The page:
By Jenni Trebon
Regional VP, Southeast Region, Business Development at The Medicus Firm
Article submitted by Jenni Trebon, to share a health insurance update. If you’d like to submit an article, email Kelly Sawyer at email@example.com.
The Medicus Firm’s annual hiring summary, based on hundreds of physician placements nationwide throughout 2016, reveals a number of key physician recruiting and hiring trends.
Members of Central Florida chapter of the MGMA may email Jenni Trebon jtrebon@TheMedicusFirm.com for a complimentary copy of the full report!
Below are a few highlights of the 2017 report:
- Signing bonuses increased in average amount and utilization rate in 2016. Including physician and non-physician placements, 88 percent of candidates placed were paid a signing bonus. Additionally, 4.2 percent of physicians were offered a six-figure signing bonus ranging from $100,000 to $200,000. The average physician signing bonus paid in 2016 was $24,802, up from $23,663 in 2015.
- Placement rate of advanced practice clinicians increased significantly for the fourth consecutive year. Placements of physician assistants (PAs) and nurse practitioners (NPs) has grown steadily since 2012, when only 1.32 percent of total placements were non-physician providers. In 2016, non-physician advanced practice placements comprised 12 percent of total provider placements, up from 8.3 percent in 2015. Physician assistants were the 2nd most frequently placed provider, and nurse practitioners were also among the top ten providers.
- Primary care comprised the majority of physician placements again in 2016. Hiring of internists, pediatricians, and family practitioners accounted for 35 percent of placements made in 2016.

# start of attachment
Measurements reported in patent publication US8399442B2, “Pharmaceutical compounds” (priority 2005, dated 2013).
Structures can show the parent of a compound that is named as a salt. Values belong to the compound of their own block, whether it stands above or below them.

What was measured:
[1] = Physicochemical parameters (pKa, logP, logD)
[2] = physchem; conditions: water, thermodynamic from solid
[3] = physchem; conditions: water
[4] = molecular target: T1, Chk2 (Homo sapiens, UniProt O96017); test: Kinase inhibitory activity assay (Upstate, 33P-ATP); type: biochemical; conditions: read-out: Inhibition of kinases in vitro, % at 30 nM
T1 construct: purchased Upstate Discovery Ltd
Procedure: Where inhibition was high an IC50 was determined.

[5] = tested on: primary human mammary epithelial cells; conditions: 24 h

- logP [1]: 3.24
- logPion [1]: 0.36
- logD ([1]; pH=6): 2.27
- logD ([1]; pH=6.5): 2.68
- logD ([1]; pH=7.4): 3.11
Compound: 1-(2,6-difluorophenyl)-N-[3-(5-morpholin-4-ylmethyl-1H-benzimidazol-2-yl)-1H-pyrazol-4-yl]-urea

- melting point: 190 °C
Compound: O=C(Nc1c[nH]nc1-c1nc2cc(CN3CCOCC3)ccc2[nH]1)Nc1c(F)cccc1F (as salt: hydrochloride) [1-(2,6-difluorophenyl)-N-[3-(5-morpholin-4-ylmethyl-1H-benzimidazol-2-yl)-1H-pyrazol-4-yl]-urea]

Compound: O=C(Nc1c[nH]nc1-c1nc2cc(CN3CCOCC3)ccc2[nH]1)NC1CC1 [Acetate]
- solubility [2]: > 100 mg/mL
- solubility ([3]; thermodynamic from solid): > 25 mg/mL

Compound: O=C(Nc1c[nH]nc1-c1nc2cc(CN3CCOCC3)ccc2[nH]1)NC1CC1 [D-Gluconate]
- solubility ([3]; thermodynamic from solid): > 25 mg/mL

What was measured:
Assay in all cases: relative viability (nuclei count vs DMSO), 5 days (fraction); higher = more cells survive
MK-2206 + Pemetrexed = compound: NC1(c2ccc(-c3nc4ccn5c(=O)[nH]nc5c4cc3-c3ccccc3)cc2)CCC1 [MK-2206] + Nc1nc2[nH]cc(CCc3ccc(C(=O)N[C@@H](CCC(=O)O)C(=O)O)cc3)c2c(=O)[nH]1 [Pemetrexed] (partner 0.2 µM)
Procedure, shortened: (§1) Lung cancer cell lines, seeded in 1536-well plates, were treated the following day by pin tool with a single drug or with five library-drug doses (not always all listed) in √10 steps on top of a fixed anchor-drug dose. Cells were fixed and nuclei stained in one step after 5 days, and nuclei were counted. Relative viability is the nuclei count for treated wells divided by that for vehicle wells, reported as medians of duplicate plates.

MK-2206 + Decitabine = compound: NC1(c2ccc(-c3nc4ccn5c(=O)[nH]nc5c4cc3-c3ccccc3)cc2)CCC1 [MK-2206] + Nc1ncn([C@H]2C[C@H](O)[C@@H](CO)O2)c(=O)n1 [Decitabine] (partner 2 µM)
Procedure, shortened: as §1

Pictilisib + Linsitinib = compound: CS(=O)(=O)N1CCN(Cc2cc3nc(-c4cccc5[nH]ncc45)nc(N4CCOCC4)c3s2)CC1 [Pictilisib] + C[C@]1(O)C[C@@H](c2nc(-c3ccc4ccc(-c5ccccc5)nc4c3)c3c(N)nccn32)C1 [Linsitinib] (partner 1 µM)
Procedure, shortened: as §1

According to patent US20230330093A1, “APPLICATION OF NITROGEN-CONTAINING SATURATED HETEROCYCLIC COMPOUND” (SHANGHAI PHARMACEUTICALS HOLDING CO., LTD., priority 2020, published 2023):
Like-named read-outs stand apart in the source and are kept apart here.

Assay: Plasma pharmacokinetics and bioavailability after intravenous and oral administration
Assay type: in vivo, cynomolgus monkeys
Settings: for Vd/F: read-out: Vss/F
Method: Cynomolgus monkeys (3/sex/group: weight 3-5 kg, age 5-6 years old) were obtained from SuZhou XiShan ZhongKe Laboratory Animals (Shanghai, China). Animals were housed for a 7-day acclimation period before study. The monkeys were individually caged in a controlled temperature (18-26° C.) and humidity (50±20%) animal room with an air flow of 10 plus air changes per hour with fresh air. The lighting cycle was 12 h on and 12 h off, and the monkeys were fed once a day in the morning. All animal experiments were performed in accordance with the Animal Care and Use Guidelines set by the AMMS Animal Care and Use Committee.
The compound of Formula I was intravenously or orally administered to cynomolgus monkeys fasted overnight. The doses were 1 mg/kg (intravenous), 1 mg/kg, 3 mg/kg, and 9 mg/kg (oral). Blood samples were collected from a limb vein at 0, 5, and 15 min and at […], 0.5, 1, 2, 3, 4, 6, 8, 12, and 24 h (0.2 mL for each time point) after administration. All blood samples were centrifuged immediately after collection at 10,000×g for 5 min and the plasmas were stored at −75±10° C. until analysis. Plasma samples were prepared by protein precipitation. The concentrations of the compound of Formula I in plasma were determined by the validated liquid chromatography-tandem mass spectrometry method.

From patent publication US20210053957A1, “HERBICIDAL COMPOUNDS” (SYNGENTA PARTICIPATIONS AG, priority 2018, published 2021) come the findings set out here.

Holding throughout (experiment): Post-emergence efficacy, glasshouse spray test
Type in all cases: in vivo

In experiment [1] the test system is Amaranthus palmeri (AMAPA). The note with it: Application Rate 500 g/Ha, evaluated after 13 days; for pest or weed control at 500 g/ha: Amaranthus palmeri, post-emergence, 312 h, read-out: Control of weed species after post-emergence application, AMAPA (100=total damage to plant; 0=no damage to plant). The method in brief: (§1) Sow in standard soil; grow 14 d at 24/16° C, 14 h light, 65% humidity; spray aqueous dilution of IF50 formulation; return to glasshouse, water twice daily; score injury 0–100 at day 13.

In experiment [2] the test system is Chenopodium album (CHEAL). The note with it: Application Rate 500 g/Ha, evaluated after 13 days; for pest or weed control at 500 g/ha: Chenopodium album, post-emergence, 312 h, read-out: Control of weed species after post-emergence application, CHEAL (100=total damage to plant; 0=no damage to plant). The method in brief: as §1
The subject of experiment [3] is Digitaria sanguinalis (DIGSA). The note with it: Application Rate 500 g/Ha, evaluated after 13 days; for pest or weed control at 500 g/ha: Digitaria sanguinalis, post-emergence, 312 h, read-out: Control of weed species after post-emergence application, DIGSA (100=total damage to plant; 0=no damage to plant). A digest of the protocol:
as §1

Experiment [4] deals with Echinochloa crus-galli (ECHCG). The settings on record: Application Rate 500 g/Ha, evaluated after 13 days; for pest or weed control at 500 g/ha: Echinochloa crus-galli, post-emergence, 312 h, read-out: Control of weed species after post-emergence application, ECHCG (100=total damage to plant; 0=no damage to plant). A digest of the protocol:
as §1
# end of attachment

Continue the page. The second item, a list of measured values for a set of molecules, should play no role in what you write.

- Employment vs. Private Practice: Physician employment as a practice model continues to dominate physician recruiting activity nationwide, with 91 percent of physicians placed being hired as employees. This is consistent with 2015 employment rate of 92 percent.
- Hiring of osteopathic physicians (DOs) declined to its lowest rate since 2012. However, the rate only fluctuates within a range of about five percentage points. Eight percent (7.98%) of physicians placed in 2016 were DOs, compared to 11.74 percent in 2015. According to AACOM, seven percent of practicing U.S. physicians are DOs, and 20 percent of medical students are studying osteopathic medicine.
- Mid-sized communities (pop. 25,001-500,000) comprised 44 percent of 2016 placements made. The remaining placements were fairly evenly split between urban areas (29%) and rural communities (26%).
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